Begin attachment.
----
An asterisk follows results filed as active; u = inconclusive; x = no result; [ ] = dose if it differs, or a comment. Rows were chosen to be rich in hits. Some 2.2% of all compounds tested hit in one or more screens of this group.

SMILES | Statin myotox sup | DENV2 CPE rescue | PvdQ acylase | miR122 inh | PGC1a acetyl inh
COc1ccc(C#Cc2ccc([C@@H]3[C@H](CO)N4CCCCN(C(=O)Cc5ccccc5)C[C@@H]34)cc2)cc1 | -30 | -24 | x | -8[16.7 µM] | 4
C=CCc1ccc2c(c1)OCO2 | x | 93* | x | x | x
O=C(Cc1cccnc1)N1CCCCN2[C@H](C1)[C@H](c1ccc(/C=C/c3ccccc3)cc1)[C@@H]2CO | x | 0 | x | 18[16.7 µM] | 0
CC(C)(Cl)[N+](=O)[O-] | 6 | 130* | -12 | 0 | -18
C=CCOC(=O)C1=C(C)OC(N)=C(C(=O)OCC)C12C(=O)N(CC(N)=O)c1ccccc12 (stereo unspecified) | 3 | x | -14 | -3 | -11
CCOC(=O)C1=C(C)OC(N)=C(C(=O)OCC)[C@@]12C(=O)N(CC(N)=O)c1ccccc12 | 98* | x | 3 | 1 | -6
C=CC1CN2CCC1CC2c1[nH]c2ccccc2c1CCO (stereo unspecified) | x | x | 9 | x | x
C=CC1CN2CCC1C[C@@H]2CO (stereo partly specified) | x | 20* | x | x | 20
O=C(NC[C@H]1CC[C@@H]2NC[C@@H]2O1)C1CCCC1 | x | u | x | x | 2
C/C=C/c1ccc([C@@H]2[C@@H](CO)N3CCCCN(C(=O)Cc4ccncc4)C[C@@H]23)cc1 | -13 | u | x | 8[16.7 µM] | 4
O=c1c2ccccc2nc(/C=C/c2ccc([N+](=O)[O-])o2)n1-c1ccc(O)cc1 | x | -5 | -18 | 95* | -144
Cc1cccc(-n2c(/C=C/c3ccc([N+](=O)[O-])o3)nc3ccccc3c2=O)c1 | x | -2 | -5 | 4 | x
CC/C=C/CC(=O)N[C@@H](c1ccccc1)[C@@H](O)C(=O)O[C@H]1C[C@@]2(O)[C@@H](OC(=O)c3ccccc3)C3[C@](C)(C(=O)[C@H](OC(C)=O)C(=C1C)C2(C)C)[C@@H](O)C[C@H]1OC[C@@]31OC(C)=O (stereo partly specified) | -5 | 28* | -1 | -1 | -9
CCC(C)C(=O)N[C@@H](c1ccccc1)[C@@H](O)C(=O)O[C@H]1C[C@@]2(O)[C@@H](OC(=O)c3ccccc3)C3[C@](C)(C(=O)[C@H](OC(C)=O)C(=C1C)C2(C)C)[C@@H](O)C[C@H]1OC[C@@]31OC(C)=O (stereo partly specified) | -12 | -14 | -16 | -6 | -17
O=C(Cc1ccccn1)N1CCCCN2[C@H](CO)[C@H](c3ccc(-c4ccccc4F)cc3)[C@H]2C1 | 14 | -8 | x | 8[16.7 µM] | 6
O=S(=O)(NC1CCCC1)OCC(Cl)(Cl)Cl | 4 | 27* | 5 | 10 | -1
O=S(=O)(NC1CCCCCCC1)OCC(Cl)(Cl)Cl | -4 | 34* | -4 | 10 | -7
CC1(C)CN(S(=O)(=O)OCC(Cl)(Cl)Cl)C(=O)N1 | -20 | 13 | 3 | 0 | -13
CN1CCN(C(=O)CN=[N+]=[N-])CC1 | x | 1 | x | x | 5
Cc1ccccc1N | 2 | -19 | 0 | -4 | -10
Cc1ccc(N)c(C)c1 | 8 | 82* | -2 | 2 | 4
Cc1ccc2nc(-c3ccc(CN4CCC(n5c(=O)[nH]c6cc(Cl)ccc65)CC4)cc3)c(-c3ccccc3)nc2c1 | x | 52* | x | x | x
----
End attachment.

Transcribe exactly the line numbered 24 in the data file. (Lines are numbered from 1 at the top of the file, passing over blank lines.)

Cc1ccc2nc(-c3ccc(CN4CCC(n5c(=O)[nH]c6cc(Cl)ccc65)CC4)cc3)c(-c3ccccc3)nc2c1 | x | 52* | x | x | x